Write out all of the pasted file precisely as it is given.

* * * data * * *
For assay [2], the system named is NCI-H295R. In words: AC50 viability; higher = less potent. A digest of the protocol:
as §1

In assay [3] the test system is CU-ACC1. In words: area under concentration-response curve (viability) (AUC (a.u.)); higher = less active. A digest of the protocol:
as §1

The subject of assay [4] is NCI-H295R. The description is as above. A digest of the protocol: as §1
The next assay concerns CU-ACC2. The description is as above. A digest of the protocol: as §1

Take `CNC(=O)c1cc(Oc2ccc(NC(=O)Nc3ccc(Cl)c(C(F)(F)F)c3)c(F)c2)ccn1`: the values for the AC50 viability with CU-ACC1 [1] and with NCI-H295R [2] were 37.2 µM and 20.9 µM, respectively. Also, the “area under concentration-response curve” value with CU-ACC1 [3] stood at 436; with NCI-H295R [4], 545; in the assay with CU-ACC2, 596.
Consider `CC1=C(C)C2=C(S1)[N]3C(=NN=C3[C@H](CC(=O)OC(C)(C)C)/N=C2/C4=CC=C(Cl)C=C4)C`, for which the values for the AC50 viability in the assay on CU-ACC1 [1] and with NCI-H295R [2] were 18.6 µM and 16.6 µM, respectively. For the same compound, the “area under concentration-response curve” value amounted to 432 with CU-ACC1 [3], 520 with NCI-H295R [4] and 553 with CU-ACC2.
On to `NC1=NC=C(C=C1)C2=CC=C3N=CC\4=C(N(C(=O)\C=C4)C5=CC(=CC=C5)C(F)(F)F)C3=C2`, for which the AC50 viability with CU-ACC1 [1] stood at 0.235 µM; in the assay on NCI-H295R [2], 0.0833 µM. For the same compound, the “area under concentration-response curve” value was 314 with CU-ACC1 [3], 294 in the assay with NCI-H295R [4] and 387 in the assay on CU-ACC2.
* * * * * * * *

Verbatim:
For assay [2], the system named is NCI-H295R. In words: AC50 viability; higher = less potent. A digest of the protocol:
as §1

In assay [3] the test system is CU-ACC1. In words: area under concentration-response curve (viability) (AUC (a.u.)); higher = less active. A digest of the protocol:
as §1

The subject of assay [4] is NCI-H295R. The description is as above. A digest of the protocol: as §1
The next assay concerns CU-ACC2. The description is as above. A digest of the protocol: as §1

Take `CNC(=O)c1cc(Oc2ccc(NC(=O)Nc3ccc(Cl)c(C(F)(F)F)c3)c(F)c2)ccn1`: the values for the AC50 viability with CU-ACC1 [1] and with NCI-H295R [2] were 37.2 µM and 20.9 µM, respectively. Also, the “area under concentration-response curve” value with CU-ACC1 [3] stood at 436; with NCI-H295R [4], 545; in the assay with CU-ACC2, 596.
Consider `CC1=C(C)C2=C(S1)[N]3C(=NN=C3[C@H](CC(=O)OC(C)(C)C)/N=C2/C4=CC=C(Cl)C=C4)C`, for which the values for the AC50 viability in the assay on CU-ACC1 [1] and with NCI-H295R [2] were 18.6 µM and 16.6 µM, respectively. For the same compound, the “area under concentration-response curve” value amounted to 432 with CU-ACC1 [3], 520 with NCI-H295R [4] and 553 with CU-ACC2.
On to `NC1=NC=C(C=C1)C2=CC=C3N=CC\4=C(N(C(=O)\C=C4)C5=CC(=CC=C5)C(F)(F)F)C3=C2`, for which the AC50 viability with CU-ACC1 [1] stood at 0.235 µM; in the assay on NCI-H295R [2], 0.0833 µM. For the same compound, the “area under concentration-response curve” value was 314 with CU-ACC1 [3], 294 in the assay with NCI-H295R [4] and 387 in the assay on CU-ACC2.